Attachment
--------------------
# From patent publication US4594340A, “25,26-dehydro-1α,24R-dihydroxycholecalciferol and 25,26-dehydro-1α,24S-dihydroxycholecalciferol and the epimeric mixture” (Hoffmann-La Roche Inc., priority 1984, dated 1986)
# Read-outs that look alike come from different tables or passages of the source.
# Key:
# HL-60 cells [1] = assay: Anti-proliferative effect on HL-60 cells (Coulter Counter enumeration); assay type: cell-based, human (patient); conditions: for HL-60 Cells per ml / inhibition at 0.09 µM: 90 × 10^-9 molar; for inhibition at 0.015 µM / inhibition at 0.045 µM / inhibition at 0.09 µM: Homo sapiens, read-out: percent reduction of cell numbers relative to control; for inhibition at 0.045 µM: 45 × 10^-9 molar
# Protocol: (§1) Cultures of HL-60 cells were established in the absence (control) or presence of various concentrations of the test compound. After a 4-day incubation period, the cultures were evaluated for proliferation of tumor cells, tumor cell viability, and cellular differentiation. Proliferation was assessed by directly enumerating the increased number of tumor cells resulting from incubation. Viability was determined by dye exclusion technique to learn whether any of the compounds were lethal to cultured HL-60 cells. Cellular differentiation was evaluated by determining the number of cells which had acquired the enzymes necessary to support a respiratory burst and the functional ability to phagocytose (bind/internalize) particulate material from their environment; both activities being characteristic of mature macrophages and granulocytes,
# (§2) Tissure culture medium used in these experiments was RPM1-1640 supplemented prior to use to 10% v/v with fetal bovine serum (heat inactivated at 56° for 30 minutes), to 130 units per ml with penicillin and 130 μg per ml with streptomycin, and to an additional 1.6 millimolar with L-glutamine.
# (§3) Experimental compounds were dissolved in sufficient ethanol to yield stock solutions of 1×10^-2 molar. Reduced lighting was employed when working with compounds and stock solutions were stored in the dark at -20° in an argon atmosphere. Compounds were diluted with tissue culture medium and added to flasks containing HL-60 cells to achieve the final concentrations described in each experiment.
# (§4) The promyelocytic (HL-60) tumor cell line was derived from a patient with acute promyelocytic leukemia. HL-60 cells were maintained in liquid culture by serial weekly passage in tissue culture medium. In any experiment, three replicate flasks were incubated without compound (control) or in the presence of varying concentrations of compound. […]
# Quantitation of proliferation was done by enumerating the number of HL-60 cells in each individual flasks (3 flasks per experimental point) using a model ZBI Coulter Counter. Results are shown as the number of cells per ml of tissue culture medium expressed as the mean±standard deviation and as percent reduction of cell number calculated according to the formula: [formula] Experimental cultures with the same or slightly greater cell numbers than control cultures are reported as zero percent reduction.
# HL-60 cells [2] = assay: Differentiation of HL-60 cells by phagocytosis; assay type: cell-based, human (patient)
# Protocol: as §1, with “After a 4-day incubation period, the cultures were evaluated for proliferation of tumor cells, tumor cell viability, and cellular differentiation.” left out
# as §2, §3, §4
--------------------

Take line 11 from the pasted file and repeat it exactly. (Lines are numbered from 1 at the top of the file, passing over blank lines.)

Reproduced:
# Protocol: as §1, with “After a 4-day incubation period, the cultures were evaluated for proliferation of tumor cells, tumor cell viability, and cellular differentiation.” left out